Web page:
clinical topic updates
TNF Inhibitor–Induced Psoriasis
Psoriasis induced by tumor necrosis factor–α inhibitor (TNFi) therapy is a relatively uncommon side effect that may occur during the treatment of psoriasis or other inflammatory disorders. Although data to guide therapeutic switching in the face of TNFi-induced psoriasis are limited, consideration of therapies outside of the TNF class may be warranted.
Professor of Dermatology, Pathology, and Social Sciences & Health Policy
“TNFi-induced psoriasis is a rare phenomenon, although it is likely underrecognized.”
The pathophysiologic mechanisms of TNFi-induced psoriasis are not completely understood. I suspect that TNFi agents may downregulate some of the inhibitory cells of the immune system that hold psoriasis in check before actually improving psoriasis. TNFi agents can induce psoriatic eruptions or worsen preexisting psoriatic skin disease in patients with rheumatoid arthritis (RA) and inflammatory bowel disease (IBD). One theory is that some individuals with RA and IBD may have a genetic predisposition to TNFi-induced psoriasis; another is that TNFi therapy increases risk for infection-induced psoriasis. While these mechanistic suggestions are possible, they are, at this time, speculative. I am not aware of any data that prove any of them. From my perspective, the mechanisms are mostly irrelevant as long as you are making the right diagnosis and treatment recommendations, including the consideration of agents outside of the class, when warranted.
TNFi-induced psoriasis is a rare phenomenon, although it is likely underrecognized by rheumatologists and gastroenterologists. For example, as a dermatologist treating psoriasis, I may not perform a complete musculoskeletal examination looking at range of motion and gait as often as a rheumatologist treating RA would. Likewise, a rheumatologist who is treating the patient’s RA may not be as likely to perform a complete skin examination. So, there is the potential for selection bias in recognizing TNFi-induced psoriasis. Another relevant example of selection bias is that when TNFi agents were first approved by the US Food and Drug Administration for RA, there was some inkling that they might be effective for psoriasis, but this had not been my experience. None of the patients with psoriatic arthritis who were prescribed TNFi therapy by their rheumatologist and referred to me for psoriasis had clearing of their psoriasis. I would see patients with psoriatic arthritis, who had been treated previously by rheumatologists, for their psoriasis because it had not cleared up; every time a patient’s skin cleared with the TNFi, they would not have to schedule an appointment with me because there were no skin problems to report.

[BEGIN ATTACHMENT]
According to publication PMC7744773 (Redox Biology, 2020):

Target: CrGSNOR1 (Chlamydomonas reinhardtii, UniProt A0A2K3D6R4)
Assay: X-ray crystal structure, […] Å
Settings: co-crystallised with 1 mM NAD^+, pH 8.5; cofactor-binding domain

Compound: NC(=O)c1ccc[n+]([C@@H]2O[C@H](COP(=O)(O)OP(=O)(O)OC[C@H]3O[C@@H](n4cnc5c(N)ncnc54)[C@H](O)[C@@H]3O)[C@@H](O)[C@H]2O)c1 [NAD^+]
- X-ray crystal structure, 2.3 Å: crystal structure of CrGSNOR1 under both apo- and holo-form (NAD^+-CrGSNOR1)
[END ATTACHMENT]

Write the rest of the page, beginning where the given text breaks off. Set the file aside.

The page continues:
If you are a medical dermatologist and you care for patients with inflammatory dermatologic conditions, there is a good chance that you will never see a case of TNFi-induced psoriasis. If you are a psoriasis specialist, you will probably see a few cases over the course of your career. I suspect that most RA or IBD specialists who are regularly treating patients with TNFi therapy will likely never see a case of TNFi-induced psoriasis. Finally, it is worth noting that some genes that are linked to psoriasis, RA, and IBD are shared by all 3 of these disorders. This means that some patients with RA or IBD who develop TNFi-induced psoriasis may have been on the road to developing psoriasis at some point anyway.
Hu JZ, Billings SD, Yan D, Fernandez AP. Histologic comparison of tumor necrosis factor-α inhibitor-induced psoriasis and psoriasis vulgaris [published correction appears in J Am Acad Dermatol. 2020;S0190-9622(20)31163-4]. J Am Acad Dermatol. 2020;83(1):71-77. doi:10.1016/j.jaad.2020.01.006
Ko JM, Gottlieb AB, Kerbleski JF. Induction and exacerbation of psoriasis with TNF-blockade therapy: a review and analysis of 127 cases. J Dermatolog Treat. 2009;20(2):100-108. doi:10.1080/09546630802441234
Li SJ, Perez-Chada LM, Merola JF. TNF inhibitor-induced psoriasis: proposed algorithm for treatment and management. J Psoriasis Psoriatic Arthritis. 2019;4(2):70-80. doi:10.1177/2475530318810851